Atlal, Djamel Kerkar, Algeria, France, 2016, 111’, OV with spanish subtitles.
In this first film of his, Djamel Kerkar begins with the pain that brought death to Algeria throughout the black decade of the nineties. On screen, blurred and weak VHS images recorded in 1998, looking closely at every detail, and yet astounded, at a field of ruins beaten by the wind: wildly proliferating grass all over scattered heaps of concrete and piled up, rusty scrap metal. We are in Ouled Allal, a small town which, in the fall of 1997, witnessed a military intervention, still remembered with much sadness, which ended up destroying it. Then we see today’s Ouled Allal. Silence, always, but the wild grass, thicker, more dense, keeps growing alongside new buildings rising from the ground or still under construction, like ghostly silhouettes.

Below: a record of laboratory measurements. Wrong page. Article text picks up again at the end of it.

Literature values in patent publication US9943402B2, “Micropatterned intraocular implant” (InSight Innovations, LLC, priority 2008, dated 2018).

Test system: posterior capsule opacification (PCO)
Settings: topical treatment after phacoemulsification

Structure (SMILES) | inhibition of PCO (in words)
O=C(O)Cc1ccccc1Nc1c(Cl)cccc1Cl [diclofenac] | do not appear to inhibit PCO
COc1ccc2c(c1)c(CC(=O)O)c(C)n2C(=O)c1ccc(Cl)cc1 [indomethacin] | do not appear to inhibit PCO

A landscape where faces and men’s tales are embodied one by one. Slowly unfolding speech outlines different Histories, keeping generations busy. Out of such fallow land, a drawing may be seen, from one time to another, of a whole world haunted by war, hindered, caught between the frozen memory of yesteryear’s fights and of the impossible, confiscated memory of the dead, of massacres left unpunished. Remembering? Leaving? A world whose History is still to be written and whose rebellions, desires and dreams could only find room in song or in those three letters written on a wall, MCA, Algier’s glorious club. And where less visible ruins of a whole society, its words left unsaid, its defeats and youth’s frustrations today, are left for us to guess. The title’s ruins: Atlal.